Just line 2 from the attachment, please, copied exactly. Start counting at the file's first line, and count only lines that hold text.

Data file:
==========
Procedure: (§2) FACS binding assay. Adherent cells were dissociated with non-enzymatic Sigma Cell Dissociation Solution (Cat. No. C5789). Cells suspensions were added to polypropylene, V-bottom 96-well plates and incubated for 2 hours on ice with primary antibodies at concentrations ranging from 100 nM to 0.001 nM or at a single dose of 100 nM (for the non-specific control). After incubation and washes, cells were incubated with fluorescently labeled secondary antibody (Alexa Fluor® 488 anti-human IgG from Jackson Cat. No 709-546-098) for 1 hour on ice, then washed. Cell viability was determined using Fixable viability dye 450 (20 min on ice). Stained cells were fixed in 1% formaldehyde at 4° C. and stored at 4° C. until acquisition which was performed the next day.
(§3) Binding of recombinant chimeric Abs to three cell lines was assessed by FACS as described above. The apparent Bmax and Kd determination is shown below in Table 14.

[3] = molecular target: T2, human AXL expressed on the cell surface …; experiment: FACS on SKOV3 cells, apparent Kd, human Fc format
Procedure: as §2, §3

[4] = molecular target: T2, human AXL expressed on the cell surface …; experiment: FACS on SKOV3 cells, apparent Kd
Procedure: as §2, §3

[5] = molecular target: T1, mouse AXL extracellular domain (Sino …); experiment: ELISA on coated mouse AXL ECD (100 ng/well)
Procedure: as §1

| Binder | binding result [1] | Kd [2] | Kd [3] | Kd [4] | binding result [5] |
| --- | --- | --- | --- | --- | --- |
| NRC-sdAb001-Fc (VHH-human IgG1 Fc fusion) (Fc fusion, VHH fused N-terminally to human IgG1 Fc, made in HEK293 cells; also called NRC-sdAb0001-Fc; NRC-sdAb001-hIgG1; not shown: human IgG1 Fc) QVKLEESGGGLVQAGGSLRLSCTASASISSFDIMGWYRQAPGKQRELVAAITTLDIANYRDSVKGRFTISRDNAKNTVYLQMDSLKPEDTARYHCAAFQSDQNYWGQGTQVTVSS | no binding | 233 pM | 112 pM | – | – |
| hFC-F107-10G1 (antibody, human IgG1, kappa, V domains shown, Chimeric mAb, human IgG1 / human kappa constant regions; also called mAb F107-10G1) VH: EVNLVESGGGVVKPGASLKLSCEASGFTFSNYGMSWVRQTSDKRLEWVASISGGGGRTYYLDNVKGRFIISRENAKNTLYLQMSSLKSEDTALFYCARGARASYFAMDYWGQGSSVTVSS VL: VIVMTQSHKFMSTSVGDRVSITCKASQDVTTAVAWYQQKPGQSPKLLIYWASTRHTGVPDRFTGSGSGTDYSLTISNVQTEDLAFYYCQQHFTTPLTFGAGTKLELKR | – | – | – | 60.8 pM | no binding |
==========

(§3) Binding of recombinant chimeric Abs to three cell lines was assessed by FACS as described above. The apparent Bmax and Kd determination is shown below in Table 14.